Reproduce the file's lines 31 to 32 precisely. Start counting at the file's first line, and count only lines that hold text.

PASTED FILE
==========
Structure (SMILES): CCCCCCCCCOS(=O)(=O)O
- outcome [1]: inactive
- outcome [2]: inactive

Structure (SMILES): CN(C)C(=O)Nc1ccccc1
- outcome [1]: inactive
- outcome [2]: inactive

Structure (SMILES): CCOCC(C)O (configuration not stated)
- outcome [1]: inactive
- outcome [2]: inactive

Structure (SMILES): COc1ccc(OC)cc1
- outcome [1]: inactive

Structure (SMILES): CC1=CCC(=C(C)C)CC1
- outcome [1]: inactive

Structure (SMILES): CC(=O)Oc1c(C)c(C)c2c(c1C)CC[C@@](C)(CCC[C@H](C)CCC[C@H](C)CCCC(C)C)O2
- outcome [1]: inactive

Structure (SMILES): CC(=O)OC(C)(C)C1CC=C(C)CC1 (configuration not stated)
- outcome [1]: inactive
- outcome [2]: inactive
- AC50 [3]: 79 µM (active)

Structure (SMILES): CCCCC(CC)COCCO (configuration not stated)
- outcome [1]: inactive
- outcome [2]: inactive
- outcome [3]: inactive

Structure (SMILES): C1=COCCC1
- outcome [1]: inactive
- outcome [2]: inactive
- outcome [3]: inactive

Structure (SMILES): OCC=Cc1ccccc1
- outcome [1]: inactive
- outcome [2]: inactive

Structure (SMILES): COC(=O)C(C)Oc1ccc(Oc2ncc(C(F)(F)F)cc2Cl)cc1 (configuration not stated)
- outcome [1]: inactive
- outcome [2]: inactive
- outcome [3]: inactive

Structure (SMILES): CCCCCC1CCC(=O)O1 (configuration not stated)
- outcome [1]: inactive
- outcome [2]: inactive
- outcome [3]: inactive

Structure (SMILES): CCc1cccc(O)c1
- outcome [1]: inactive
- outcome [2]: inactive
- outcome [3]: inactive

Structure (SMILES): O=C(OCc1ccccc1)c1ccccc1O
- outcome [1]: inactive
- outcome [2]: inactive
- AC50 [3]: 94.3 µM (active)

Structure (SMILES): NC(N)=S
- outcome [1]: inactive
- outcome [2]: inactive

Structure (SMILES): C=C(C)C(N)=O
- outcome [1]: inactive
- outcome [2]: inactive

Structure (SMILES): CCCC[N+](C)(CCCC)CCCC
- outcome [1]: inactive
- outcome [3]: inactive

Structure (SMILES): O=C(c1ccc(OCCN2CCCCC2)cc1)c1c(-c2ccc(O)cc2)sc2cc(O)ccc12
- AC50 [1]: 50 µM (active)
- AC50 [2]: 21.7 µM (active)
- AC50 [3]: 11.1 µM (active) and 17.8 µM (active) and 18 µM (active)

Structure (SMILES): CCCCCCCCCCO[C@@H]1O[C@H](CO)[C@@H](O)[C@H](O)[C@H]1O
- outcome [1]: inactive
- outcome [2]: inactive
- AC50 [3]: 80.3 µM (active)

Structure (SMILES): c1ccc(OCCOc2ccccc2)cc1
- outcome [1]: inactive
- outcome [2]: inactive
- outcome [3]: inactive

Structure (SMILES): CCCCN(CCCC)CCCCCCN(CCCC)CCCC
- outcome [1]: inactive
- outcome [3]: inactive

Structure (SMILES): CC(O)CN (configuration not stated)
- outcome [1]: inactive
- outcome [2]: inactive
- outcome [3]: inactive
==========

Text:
Structure (SMILES): COC(=O)C(C)Oc1ccc(Oc2ncc(C(F)(F)F)cc2Cl)cc1 (configuration not stated)
- outcome [1]: inactive